Kansas City
Racial Healing and Reconciliation

There Are Black People In The Future © Taylor Hazley

How does (non-) remembrance take place in public space? What does a place of (non-) remembrance look like? How can narratives from the past be (re)shaped and transported into the future?

At the Goethe Pop Up Kansas City, together with our local partners, we examined these questions with Shaping the Past fellows Alisha B. Wormsley (There are Black People in the Future) and Patrick Weems (Racial Reconciliation begins by telling the Truth).

Our projects and events centered around the concepts of ‘Racial Healing’ and ‘Reconciliation’ which are used by both Wormsley and Weems to help shape public discourse on memory culture through activism and artistic expression. 

There Are Black People in the Future: Exhibition & Artist Talk

After the unveiling of Alisha B. Wormsley There are Black People in the Future billboard in downtown Kansas City, Goethe Pop Up invited nine local BIPOC artists to respond to this statement. Their contributions were presented as an exhibition-on-glass on the Pop Up’s window front.

  • Archer and Patterson Artwork © EG Schempf

    Archer and Patterson Artwork © EG Schempf

  • Die Fensterfront des Goethe Pop Up Kansas City als gläserne Ausstellungsfläche: There Are Black People in the Future Foto: EG Schempf

  • Mona Cliff’s Artwork © EG Schempf

    Mona Cliff’s Artwork © EG Schempf

  • Die Fensterfront des Goethe Pop Up Kansas City als gläserne Ausstellungsfläche: There Are Black People in the Future Foto: EG Schempf

  • Arianna Bonner’s Artwork © EG Schempf

    Arianna Bonner’s Artwork © EG Schempf

  • Die Fensterfront des Goethe Pop Up Kansas City als gläserne Ausstellungsfläche: There Are Black People in the Future Foto: EG Schempf

  • Ayala’s Artwork © EG Schempf

    Ayala’s Artwork © EG Schempf

  • Die Fensterfront des Goethe Pop Up Kansas City als gläserne Ausstellungsfläche: There Are Black People in the Future Foto: EG Schempf

  • José Faus’ Artwork © EG Schempf

    José Faus’ Artwork © EG Schempf

  • Die Fensterfront des Goethe Pop Up Kansas City als gläserne Ausstellungsfläche: There Are Black People in the Future Foto: EG Schempf

  • Harold Smith’s Artwork © EG Schempf

    Harold Smith’s Artwork © EG Schempf

  • Die Fensterfront des Goethe Pop Up Kansas City als gläserne Ausstellungsfläche: There Are Black People in the Future Foto: EG Schempf

  • Archer and Patterson Artwork © EG Schempf

    Archer and Patterson Artwork © EG Schempf

In an artist talk, Wormsley and the contributing artists discussed the Kansas City iteration of There Are Black People in the Future and their visions of how to imagine Black futures. The talk was moderated by Kreshaun McKinney from the Nelson-Atkins Museum of Art.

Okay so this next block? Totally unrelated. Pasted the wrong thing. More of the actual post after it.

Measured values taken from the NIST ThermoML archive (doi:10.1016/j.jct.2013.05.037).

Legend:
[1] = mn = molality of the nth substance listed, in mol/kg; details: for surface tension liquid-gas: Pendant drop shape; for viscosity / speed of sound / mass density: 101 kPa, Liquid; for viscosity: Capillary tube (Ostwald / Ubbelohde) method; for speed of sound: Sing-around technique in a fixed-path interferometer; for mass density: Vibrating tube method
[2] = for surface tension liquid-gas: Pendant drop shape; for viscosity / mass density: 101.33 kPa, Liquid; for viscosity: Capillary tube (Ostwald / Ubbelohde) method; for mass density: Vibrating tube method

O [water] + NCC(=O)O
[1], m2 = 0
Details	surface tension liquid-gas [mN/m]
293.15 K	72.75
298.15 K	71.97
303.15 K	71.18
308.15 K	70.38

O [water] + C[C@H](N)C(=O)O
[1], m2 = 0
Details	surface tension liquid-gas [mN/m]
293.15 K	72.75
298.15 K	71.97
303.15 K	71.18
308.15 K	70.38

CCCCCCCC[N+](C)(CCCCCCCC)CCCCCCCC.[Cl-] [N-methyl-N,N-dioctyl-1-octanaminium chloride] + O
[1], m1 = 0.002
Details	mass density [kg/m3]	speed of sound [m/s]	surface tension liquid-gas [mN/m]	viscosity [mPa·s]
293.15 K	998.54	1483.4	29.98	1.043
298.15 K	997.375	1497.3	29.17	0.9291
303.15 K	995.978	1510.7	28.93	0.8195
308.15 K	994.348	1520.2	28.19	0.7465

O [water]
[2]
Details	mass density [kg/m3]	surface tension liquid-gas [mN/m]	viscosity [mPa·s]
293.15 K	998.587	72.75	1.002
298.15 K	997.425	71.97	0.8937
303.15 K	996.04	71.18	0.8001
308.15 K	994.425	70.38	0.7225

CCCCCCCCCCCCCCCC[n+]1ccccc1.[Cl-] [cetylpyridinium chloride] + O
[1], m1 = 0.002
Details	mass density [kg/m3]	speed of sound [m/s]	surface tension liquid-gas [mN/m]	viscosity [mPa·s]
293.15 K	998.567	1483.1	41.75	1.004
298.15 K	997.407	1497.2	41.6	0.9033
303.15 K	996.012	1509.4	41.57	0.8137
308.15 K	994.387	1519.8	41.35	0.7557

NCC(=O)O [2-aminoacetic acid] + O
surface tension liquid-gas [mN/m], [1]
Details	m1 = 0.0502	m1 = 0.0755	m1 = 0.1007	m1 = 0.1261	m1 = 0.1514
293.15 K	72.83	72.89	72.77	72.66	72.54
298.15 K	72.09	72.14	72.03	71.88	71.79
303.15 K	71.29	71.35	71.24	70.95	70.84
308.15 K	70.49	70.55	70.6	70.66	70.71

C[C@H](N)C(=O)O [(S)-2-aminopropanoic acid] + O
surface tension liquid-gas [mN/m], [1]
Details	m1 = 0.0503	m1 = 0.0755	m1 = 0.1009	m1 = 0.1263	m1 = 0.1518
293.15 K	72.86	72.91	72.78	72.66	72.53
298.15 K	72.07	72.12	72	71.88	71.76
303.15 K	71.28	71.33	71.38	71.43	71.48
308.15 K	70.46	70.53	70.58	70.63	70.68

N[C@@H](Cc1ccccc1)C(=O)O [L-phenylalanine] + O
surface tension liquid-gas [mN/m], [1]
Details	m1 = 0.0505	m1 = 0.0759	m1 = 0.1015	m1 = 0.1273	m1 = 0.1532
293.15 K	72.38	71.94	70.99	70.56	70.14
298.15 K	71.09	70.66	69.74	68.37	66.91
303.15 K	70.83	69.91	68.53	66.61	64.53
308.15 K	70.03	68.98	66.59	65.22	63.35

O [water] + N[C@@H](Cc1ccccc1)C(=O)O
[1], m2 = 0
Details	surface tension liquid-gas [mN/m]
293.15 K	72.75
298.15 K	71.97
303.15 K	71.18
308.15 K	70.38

The contributing artists: Mona Cliff, multidisciplinary indigenous artist from Lawrence, Kansas City; Glyneisha Johnson, multidisciplinary artist, educator, community organizer, and co-founder of Strange Fruit Femmes; Sheri Purpose Hall, spoken-word and literary artist, CEO of Poetry for Personal Power; Izsys Archer, photographer, video, mixed media artist, and poet; Jada Patterson, mixed media and ceramic artist, project curator; José Faus, visual artist, performer, and writer; Ari Bonner, visual artist and image maker; Jessica Ayala, multi-discipline, indigenous Colombian American spoken-word artist; Harold Smith, visual artist and teacher. 

Memory Culture in Film: Commemorating Emmett Till

How can history be shaped through film, and how can film serve as a medium of activism? Following the screening of the documentary The Untold Story of Emmett Louis Till, the Goethe Pop Up Kansas City invited the film’s director, Keith Beauchamp, together with Shaping the Past-Fellow and Executive Director of the Emmett Till Interpretive Center, Patrick Weems, for a discussion about “Memory Culture in Film: Remembering. Emmett Till.“

Approaching Reconciliation, or the Discomfort of Remembrance

What can Germans and Americans learn from each other when it comes to facing and (re-)shaping the past? Joining this discussion from both sides of the Atlantic are four highly acclaimed memory workers: Berlin-based American philosopher Susan Neiman, author of Learning from the Germans: Race and the Memory of Evil; artist Glenn North, Co-Liaison of the Community Remembrance Project Missouri in Kansas City; Shaping the Past Fellow Patrick Weems, Executive Director of the Emmett Till Interpretive Center; and Dave Tell, Co-Director of the Institute for Digital Research in the Humanities at the University of Kansas.

Featured Artists

Alisha B. Wormsley © Alisha B. Wormsley
Alisha B. Wormsley is an interdisciplinary artist and cultural producer based in Pittsburgh, PA. Her work focuses on collective memory and the synchronicity of time, specifically through the stories of women of color.

Patrick Weems
Patrick Weems is a community builder, social entrepreneur, and philanthropy leader based in Sumner, MS. With more than 10 years of experience in racial justice and restorative justice work, Weems is leading transformational change that will last through the generations.

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